I think it probably has more to do with photoperiod and temperature. If you live in an area where it gets cold, and days get very short, the plants probably cannot photosynthesize enough to maintain leaves and hence become dormant. The plants outside my door were exposed to temperatures close to freezing quite a few times during winter and managed to thrive. But they do get a full 6 hours of decent sunlight in winter, which helps them keep growing.
If your temperatures drop below 50°F during the day and the night, the plants will become dormant.
Final Words on Why Are My Calla Lilies Drooping
Calla lilies are wonderful to grow. Give them decent well-drained soil and water, and they will thrive. In old farms in my area, it was always common to plant calla lilies at the outlet of the French drain toilet system. This nutrient-rich water makes for beautiful lilies which many farmers used to sell to funeral parlors.
If you ensure your lilies get enough light, they should look great for much of the year. Having them flop over on the ground seems to be part of their natural growth cycle, so don’t worry too much about it. I see the wild calla lilies that grow in their natural habitat daily when I walk my dogs – and they flop over from time to time. Do not water the plants so much that they rot, however!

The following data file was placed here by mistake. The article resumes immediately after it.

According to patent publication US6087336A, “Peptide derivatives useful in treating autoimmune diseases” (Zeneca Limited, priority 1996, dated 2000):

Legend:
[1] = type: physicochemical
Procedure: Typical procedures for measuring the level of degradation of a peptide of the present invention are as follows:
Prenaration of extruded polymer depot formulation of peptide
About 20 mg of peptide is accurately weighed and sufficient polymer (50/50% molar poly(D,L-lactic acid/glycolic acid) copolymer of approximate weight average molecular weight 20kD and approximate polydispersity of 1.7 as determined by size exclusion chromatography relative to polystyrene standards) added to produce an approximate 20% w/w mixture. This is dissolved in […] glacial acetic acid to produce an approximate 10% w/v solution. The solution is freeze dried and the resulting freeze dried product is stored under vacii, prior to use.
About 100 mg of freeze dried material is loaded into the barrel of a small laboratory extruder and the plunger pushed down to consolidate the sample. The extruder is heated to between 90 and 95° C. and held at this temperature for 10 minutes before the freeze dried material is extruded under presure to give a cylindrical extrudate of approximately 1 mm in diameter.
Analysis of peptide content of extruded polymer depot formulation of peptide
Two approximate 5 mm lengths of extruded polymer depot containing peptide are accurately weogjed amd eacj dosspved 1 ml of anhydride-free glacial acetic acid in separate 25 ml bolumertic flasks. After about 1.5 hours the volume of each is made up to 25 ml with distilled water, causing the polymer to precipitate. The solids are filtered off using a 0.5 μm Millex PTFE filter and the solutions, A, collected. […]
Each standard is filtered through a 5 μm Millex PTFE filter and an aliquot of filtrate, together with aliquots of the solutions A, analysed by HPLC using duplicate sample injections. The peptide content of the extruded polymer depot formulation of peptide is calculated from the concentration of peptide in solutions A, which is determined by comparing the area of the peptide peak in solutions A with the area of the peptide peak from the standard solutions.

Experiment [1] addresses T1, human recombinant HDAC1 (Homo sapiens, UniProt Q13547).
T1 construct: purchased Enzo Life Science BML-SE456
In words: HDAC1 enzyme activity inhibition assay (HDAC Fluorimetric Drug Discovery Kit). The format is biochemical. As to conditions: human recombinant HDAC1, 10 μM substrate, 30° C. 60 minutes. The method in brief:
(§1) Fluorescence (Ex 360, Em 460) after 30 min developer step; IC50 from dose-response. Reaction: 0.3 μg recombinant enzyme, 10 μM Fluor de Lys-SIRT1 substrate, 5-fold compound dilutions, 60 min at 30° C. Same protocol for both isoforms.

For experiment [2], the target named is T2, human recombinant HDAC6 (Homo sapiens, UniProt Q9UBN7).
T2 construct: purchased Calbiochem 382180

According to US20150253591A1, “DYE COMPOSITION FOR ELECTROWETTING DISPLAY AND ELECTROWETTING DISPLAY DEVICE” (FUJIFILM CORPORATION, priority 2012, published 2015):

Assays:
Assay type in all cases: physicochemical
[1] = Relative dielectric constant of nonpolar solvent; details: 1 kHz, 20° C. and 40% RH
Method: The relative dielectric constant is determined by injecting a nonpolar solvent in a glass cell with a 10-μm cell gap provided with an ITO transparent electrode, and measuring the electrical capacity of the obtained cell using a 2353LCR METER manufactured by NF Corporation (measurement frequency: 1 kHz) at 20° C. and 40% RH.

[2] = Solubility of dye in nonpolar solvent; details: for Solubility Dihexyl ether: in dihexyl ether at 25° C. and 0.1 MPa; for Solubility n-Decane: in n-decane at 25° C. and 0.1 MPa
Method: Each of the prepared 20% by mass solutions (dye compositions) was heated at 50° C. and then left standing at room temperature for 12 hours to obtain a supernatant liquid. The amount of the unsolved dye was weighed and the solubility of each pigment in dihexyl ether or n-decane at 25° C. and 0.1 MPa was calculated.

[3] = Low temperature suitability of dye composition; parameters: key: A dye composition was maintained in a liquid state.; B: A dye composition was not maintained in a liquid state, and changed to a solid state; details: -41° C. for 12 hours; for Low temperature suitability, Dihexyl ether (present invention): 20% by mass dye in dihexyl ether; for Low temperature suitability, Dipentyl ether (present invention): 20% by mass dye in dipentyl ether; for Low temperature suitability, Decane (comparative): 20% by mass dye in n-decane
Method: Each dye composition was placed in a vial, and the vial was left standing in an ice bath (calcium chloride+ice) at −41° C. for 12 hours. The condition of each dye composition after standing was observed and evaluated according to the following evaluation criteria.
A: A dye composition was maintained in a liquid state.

How Do You Bring Calla Lilies Back to Life?
If your calla lily seems to have died, it may just have gone dormant. Let the pot dry out a bit for a few weeks and then water it and place it in a warm sunny place. It should reappear. If it does not, buy a new one.
How Do You Straighten Calla Lilies?
The easiest way to help them to straighten again is by using bamboo. Insert bamboo stakes into the ground and tie them loosely to the bamboo. Just be careful not to do damage to the plant when doing so.
Why Are My Calla Lily Leaves Drooping?
Check if the soil is really wet. See if you can feel the rhizome. If it is squishy and your finger goes into the flesh, chances are you overwatered the plant and it has drowned. You can maybe rescue it by removing the rhizome, washing it clean and letting it dry out for a few days, then repotting it. Chances are when it reaches this point it is lost. Buy a new one, pot it in better, well drained soil and do not overwater it as much.
Read more about Money Tree Sap – Interesting Things You Need To Know
Branko is the world‘s most enthusiastic gardener! He is always on the hunt for the perfect flower, bush or tree to add to his ever–growing garden. He is known for his love of all things green, and his passion for nurturing the plants he grows is unmatched. He loves to get his hands dirty and can often be found humbly tending to his garden at all hours of the day. Branko is the go–to guy when it comes to gardening advice – he is always happy to share his knowledge and wisdom with anyone who will listen. He also loves to play pranks on unsuspecting visitors, so beware if you enter his garden!